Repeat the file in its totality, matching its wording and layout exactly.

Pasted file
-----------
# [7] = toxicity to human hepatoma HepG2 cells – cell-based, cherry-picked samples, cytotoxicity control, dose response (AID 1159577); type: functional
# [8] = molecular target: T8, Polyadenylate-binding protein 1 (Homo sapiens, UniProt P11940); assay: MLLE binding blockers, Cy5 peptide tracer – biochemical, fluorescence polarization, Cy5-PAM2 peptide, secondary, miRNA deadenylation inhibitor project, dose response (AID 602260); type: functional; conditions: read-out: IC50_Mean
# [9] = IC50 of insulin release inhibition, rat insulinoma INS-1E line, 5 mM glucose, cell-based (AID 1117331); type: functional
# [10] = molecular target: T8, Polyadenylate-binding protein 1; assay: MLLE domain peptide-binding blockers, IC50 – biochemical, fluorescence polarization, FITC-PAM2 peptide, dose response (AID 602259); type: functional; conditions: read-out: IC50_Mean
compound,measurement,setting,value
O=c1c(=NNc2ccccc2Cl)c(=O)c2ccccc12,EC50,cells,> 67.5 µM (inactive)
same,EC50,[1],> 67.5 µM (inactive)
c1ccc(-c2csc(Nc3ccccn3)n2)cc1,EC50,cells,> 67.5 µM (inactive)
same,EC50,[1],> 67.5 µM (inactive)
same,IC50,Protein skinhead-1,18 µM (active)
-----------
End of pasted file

# [7] = toxicity to human hepatoma HepG2 cells – cell-based, cherry-picked samples, cytotoxicity control, dose response (AID 1159577); type: functional
# [8] = molecular target: T8, Polyadenylate-binding protein 1 (Homo sapiens, UniProt P11940); assay: MLLE binding blockers, Cy5 peptide tracer – biochemical, fluorescence polarization, Cy5-PAM2 peptide, secondary, miRNA deadenylation inhibitor project, dose response (AID 602260); type: functional; conditions: read-out: IC50_Mean
# [9] = IC50 of insulin release inhibition, rat insulinoma INS-1E line, 5 mM glucose, cell-based (AID 1117331); type: functional
# [10] = molecular target: T8, Polyadenylate-binding protein 1; assay: MLLE domain peptide-binding blockers, IC50 – biochemical, fluorescence polarization, FITC-PAM2 peptide, dose response (AID 602259); type: functional; conditions: read-out: IC50_Mean
compound,measurement,setting,value
O=c1c(=NNc2ccccc2Cl)c(=O)c2ccccc12,EC50,cells,> 67.5 µM (inactive)
same,EC50,[1],> 67.5 µM (inactive)
c1ccc(-c2csc(Nc3ccccn3)n2)cc1,EC50,cells,> 67.5 µM (inactive)
same,EC50,[1],> 67.5 µM (inactive)
same,IC50,Protein skinhead-1,18 µM (active)